Over £300,000 available for litter-fighting projects across Britain
Environment Minister Thérèse Coffey has announced today (15 August) that over £300,000 is now available for community projects aiming to get tough on litter.
The first round of funding announced a year ago saw a number of councils, charities, businesses and public projects awarded almost £125,000 to take innovative steps to tackle littering in their communities. Successful projects included measures to tackle littering by football fans, and working with hauliers and business owners to reduce roadside litter.
The funding builds on the government’s wider Litter Strategy for England, as well as the recent launch of the 25 Year Environment Plan, setting out how government will protect and enhance our natural environment. 10 per cent of the fund is entirely dedicated to preventing marine litter.
As part of the Fund, the Department for Environment, Food and Rural Affairs (Defra) is also preparing to launch a ‘digital innovation challenge’ to find digital and technological solutions to local litter challenges. Mobile apps like LoveCleanStreets, Littergram or Find it Fix It Love It have already showcased digital and technological solutions that help people report litter problems and see speedy resolutions. Indeed, it was announced in February this year that almost 12,000 incidents of littering were reported through mobile apps in 2016/17, according to a publication by Defra.
Littering is a major issue across the UK. Keeping the country’s streets clean cost local government £682 million in 2016/17, a figure produced by the Office for National Statistics encompassing the costs of street cleaning, emptying bins and removing fly-tipped waste. A large percentage of this is avoidable litter, and money that could otherwise be spent in the community. Despite this, one in five people admit to dropping litter, with a recent study showing one in four people admit to ‘careful littering’ such as leaving drinks cans or cups on window ledges.
Environment Minister Thérèse Coffey commented: “This government is tough on tackling litter, which if left unchecked makes our towns and cities less pleasant places, poisons our wildlife, and blights our countryside. That is why we are providing grants of up to £10,000 for communities to come up with creative solutions to tackle litter in their local area and I encourage local groups to apply.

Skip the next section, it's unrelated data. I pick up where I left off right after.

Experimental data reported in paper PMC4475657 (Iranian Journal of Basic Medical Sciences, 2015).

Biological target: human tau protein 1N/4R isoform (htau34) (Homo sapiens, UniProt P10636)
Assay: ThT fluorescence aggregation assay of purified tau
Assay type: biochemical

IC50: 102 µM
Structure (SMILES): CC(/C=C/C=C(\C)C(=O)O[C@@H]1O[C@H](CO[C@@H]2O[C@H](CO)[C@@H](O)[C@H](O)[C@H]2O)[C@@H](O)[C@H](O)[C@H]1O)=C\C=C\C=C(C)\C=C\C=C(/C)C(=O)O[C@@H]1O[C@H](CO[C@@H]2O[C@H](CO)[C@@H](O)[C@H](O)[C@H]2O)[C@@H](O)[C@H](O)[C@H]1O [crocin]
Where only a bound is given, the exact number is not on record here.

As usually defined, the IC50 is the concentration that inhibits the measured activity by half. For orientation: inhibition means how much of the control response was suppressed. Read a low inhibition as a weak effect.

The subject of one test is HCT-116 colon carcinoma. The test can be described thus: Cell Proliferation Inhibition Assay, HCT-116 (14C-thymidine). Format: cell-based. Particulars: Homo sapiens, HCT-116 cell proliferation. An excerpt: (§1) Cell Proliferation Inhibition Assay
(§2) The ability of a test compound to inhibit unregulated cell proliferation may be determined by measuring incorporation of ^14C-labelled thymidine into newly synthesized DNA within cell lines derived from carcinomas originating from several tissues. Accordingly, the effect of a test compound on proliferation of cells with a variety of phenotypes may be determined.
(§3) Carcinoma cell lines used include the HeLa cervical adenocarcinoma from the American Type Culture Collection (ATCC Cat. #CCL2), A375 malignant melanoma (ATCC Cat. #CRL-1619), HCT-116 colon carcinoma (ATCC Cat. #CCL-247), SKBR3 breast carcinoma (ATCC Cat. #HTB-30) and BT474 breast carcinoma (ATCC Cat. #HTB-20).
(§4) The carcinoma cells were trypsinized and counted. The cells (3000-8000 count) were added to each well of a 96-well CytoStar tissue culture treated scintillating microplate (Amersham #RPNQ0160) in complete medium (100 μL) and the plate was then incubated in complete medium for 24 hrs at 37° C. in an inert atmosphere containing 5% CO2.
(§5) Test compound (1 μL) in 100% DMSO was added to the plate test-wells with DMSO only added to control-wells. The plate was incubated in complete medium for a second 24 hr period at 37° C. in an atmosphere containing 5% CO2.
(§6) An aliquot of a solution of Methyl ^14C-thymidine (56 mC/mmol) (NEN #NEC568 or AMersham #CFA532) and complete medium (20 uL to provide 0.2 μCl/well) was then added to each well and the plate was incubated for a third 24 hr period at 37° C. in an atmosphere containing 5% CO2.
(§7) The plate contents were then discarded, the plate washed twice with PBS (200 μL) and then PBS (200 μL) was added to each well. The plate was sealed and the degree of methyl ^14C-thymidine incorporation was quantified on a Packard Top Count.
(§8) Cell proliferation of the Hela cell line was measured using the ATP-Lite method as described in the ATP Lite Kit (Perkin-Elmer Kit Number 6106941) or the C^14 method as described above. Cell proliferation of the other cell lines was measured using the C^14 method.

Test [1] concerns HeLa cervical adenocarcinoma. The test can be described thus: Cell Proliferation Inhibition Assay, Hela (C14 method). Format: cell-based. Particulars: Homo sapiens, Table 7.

“It is only through government and communities working together that we will affect the long-term behavioural change that is needed to tackle this scourge, and leave the environment in a better state than we inherited it.”
Communities Minister Rishi Sunak added: “We are determined to make our cities, towns and countryside greener, cleaner and tidier environments for all.
“Brilliant ideas to make that happen were realised with the first round of funding. Now, we’re looking for people to come forward with inventive and impactful projects to build on that and our wider strategy to substantially reduce litter.”
Keep Britain Tidy Chief Executive Allison Ogden-Newton said: “Innovation is a vital part of turning the tide on litter. We need to find new ways to change the behaviour of those who think it is OK to drop their rubbish on the ground and new solutions that make it easier for people to do the right thing.
“It is fantastic to see the government supporting innovation through this scheme, which is helping organisations and communities develop exciting new ideas and approaches, and at Keep Britain Tidy we are delighted to be receiving funds to enable us to test new behavioural interventions through our award-winning Centre for Social Innovation.”
The government recently announced a range of new measures to crack down on litter, including almost doubling on-the-spot fines for littering from £80 to £150 and introducing new penalties for littering from vehicles, making the vehicle’s owner responsible even if it isn’t possible to identify who threw the litter.
Defra noted in February that ‘there’s no one perfect way to measure litter’, but has collected data to reveal the current state of the nation regarding litter and littering, as well as how successfully the government is keeping up with the aims of its Litter Strategy.
The litter ‘dashboard’, developed by the Litter Strategy Working Group for Data and Monitoring, presents five key indicators to assess and monitor litter in the UK; examining not only the amount of litter, which is hard to quantify accurately, but also general behaviour and attitude towards it.
The dashboard will be updated annually to make use of continually evolving data from the sources and surveys utilised, helping Defra to inform policy development and assess progress over time.
The Litter Innovation Fund application window closes 5 October and more information can be found one the Waste & Resources Action Programme (WRAP) website.